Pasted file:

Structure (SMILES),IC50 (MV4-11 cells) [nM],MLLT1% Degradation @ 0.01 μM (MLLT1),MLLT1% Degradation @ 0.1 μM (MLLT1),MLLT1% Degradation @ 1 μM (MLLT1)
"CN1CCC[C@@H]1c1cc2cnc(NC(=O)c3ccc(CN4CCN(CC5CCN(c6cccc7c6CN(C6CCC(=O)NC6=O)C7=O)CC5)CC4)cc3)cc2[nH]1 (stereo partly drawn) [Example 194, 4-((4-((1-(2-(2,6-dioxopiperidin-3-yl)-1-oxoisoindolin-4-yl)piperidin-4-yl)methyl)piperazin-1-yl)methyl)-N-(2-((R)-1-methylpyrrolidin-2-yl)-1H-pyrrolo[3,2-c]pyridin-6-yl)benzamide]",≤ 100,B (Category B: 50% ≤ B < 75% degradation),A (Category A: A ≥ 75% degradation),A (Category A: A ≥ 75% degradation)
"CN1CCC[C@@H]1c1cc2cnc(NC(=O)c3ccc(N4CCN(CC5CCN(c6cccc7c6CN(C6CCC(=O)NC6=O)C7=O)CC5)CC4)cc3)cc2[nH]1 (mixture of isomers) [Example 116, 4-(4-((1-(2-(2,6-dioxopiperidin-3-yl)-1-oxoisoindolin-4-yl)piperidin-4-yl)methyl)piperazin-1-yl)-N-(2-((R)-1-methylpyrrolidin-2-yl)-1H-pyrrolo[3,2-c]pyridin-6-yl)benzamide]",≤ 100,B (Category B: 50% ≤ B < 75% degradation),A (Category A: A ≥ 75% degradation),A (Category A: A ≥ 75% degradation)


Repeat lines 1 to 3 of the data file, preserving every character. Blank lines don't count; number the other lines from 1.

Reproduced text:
Structure (SMILES),IC50 (MV4-11 cells) [nM],MLLT1% Degradation @ 0.01 μM (MLLT1),MLLT1% Degradation @ 0.1 μM (MLLT1),MLLT1% Degradation @ 1 μM (MLLT1)
"CN1CCC[C@@H]1c1cc2cnc(NC(=O)c3ccc(CN4CCN(CC5CCN(c6cccc7c6CN(C6CCC(=O)NC6=O)C7=O)CC5)CC4)cc3)cc2[nH]1 (stereo partly drawn) [Example 194, 4-((4-((1-(2-(2,6-dioxopiperidin-3-yl)-1-oxoisoindolin-4-yl)piperidin-4-yl)methyl)piperazin-1-yl)methyl)-N-(2-((R)-1-methylpyrrolidin-2-yl)-1H-pyrrolo[3,2-c]pyridin-6-yl)benzamide]",≤ 100,B (Category B: 50% ≤ B < 75% degradation),A (Category A: A ≥ 75% degradation),A (Category A: A ≥ 75% degradation)
"CN1CCC[C@@H]1c1cc2cnc(NC(=O)c3ccc(N4CCN(CC5CCN(c6cccc7c6CN(C6CCC(=O)NC6=O)C7=O)CC5)CC4)cc3)cc2[nH]1 (mixture of isomers) [Example 116, 4-(4-((1-(2-(2,6-dioxopiperidin-3-yl)-1-oxoisoindolin-4-yl)piperidin-4-yl)methyl)piperazin-1-yl)-N-(2-((R)-1-methylpyrrolidin-2-yl)-1H-pyrrolo[3,2-c]pyridin-6-yl)benzamide]",≤ 100,B (Category B: 50% ≤ B < 75% degradation),A (Category A: A ≥ 75% degradation),A (Category A: A ≥ 75% degradation)